Blog Post March Madness – A Small Business Observation

March Madness – A Small Business Observation



March Madness – A Small Business Observation

“There are no secrets to success. It is the result of preparation, hard work, and learning from failure.” – Colin Powell

As I was watching the drama unfold in the final game of the NCAA Tournament on Monday night, I started thinking that much of what I was viewing was similar to what goes on in small business every day. So what similarities are there between the final game culminating in the end of March Madness and the madness small business owners face on an ongoing basis?

Here are nine similarities that I observed:

Be prepared – Both teams going into Monday night’s game had a strategy. They watched the game films, studied the players, and understood the other team’s tendencies, along with their strengths. Each team also knew the other team’s perceived weaknesses and what they could take advantage of. They practiced plays that they felt would work against the other team’s defense and tried to match their players against their opponents to give them a slight edge. As a small business owner, you also need to be prepared. You need to know your competition and know what you do better than they do. Additionally, you need to know what they do better than you as that leads to lost customers.

You can’t be prepared for everything – As well as each team was prepared, there are always things that go wrong and things that you don’t necessarily count on. Players get in foul trouble. A player that normally shoots at 80+% all of a sudden can’t find the rim. The best-laid plans never take everything into account, because they can’t. This means that both coaches had to be ready to improvise when necessary which is exactly what you, as a business owner need to do. You may not be able to prepare for everything, but you can do a certain amount of risk avoidance and risk mitigation to go along with your improvisation.

Strategy is one thing, execution is something else – Even the best-laid plans still have to be executed. Many times on Monday night I saw plays come together flawlessly only to have the player miss a three- foot layup. Drawing a foul is one thing, hitting the free throws is something else. During the game, there were times when flexibility was the key to success for both coaches. If one play wasn’t working, they tried something else. If one player wasn’t executing, they had another player pick up the slack. It’s no different for small business owners. It’s called contingency planning. There is more than one way to execute the strategy and small businesses need to be able to change direction when necessary.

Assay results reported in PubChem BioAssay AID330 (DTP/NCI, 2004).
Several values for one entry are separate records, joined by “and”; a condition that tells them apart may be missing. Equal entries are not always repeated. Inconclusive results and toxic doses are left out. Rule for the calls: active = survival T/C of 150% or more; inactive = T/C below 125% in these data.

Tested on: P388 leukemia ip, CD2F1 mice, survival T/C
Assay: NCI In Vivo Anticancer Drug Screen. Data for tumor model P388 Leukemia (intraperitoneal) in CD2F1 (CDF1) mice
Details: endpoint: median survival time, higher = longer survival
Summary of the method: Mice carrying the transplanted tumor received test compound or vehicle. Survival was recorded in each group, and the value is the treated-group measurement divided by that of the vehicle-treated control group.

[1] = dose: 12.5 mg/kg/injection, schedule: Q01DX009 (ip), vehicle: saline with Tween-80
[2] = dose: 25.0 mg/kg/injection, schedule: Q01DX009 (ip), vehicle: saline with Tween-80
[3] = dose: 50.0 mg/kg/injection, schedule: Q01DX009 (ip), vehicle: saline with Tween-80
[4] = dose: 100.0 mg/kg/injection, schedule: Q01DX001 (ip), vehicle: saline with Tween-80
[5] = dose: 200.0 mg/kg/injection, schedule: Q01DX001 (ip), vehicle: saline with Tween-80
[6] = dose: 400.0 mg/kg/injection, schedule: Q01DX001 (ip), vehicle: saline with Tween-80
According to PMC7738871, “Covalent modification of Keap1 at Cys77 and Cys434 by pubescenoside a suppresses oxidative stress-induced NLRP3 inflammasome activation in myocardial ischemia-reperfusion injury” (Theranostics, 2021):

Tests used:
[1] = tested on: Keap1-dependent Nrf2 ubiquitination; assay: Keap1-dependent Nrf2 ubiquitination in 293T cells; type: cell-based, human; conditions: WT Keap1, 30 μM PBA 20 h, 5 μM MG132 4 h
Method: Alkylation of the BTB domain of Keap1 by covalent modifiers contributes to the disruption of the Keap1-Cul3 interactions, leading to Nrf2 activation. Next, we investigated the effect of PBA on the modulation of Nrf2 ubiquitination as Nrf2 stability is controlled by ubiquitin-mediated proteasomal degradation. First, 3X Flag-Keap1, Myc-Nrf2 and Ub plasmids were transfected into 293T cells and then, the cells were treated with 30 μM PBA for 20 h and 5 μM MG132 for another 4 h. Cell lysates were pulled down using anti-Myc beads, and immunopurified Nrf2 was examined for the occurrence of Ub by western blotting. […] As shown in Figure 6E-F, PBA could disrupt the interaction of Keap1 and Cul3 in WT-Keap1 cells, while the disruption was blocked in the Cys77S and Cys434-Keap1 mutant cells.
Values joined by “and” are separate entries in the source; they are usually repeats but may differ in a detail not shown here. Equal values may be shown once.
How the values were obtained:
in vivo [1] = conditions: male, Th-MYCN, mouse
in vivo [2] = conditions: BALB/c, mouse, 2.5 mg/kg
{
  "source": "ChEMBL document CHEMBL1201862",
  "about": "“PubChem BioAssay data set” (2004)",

The starting five can’t do it all – Neither team kept their starting five in the game the entire 40 minutes. Some got into foul trouble early, others were not performing as well as the coach had hoped, and running up and down the floor, guarding, shooting, and rebounding gets tiring and you need a rest. That’s where the bench comes in. Each team relied on their bench to keep them in the game. It’s no different than the starting five in small business. It’s not always five, but it’s that group of people that the owner relies on the most. The problem is, they can’t carry the weight of the company on their shoulders. They need help from the rest of the team. All the players on both teams contributed in one way or another. In small business, every employee contributes. One major difference might be that the two teams in the tournament final knew that the entire team contributed. At times, small business owners don’t know that until it’s too late.

Sometimes freshman can do amazing things – Duke was down by nine points with 13:23 left in the game when Grayson Allen came off the bench and lit a fire under the entire team. Duke’s big men were on the bench in foul trouble and the young freshman changed the momentum of the game almost singlehandedly. Sure he was a good player. Sure, he could drive, shoot, and hit the majority of his free throws, but what he did went way beyond just the use of his skills. He emotionally recharged the entire Duke team. Small business owners can take a lesson from this. There are many younger workers who can do amazing things for your company. They are just looking for a chance to do so.